Carlos Khalil Guzman is on a mission: the Brooklyn, N.Y.-based photographer has made it his goal to dispel the stereotypes of the Muslim community in America, one state at a time.
By photographing subjects from each state across the country who identify as Muslim, Guzman is showing firsthand how vastly diverse the community is through his photo series, Muslims of America.
“As a photographer, I know that art has been used throughout history as a tool to fight oppression in various social movements, such as the fight to end apartheid in South Africa, to the Palestinian struggle to end the Israeli occupation of Palestine, to Black Lives Matter,” he told A Plus.
“With the rise of Islamophobia in the States and abroad, with the latest terrorist attack committed against 17-year-old Nabra Hassanen, where she was abducted and beaten to death for being Muslim, I felt the need to be proactive and use my craft to reclaim our Muslim narrative,” Guzman continued, “one that continues to be distorted by the mainstream media.”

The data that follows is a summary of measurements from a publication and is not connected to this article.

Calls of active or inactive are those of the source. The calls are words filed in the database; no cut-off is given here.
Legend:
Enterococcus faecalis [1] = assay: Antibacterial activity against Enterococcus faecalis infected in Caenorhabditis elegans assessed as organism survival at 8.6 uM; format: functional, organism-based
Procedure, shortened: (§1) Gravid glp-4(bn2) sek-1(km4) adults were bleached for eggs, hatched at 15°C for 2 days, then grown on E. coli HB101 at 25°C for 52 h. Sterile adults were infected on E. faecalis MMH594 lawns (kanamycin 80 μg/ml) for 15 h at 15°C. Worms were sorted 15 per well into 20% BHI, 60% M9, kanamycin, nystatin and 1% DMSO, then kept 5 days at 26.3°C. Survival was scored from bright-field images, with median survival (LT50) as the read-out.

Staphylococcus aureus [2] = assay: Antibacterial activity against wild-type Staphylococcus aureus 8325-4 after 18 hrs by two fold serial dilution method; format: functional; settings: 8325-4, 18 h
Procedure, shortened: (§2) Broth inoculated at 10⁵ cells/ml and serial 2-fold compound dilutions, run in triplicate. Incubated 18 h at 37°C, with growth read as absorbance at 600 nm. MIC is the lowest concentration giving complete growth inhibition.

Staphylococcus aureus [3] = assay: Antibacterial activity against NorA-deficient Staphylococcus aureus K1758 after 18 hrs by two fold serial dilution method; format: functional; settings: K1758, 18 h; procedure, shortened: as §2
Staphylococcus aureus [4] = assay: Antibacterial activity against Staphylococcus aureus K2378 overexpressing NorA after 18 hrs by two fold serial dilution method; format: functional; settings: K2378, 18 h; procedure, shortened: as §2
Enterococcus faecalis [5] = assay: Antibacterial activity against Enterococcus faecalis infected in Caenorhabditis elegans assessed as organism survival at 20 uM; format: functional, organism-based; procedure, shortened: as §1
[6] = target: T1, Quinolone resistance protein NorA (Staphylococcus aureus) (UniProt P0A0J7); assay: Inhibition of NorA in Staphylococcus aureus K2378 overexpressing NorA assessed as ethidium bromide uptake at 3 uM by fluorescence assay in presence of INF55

Each subject — which are primarily women due to the targeted prejudice against them, and includes Syrian refugees and a Native American Muslim, who protested the Dakota Access Pipeline at Standing Rock — chooses their favorite verse of the Quran, which helps them cope with the present-day hate against Muslims.
The diversity among the Muslims he’s photographed is not just in the way they look but in the cultural descent they represent, which includes Palestinian, Filipino, Ecuadorian, Somali, Bangladeshi, Pakistani, Moroccan, Lebanese, and African-American Muslims.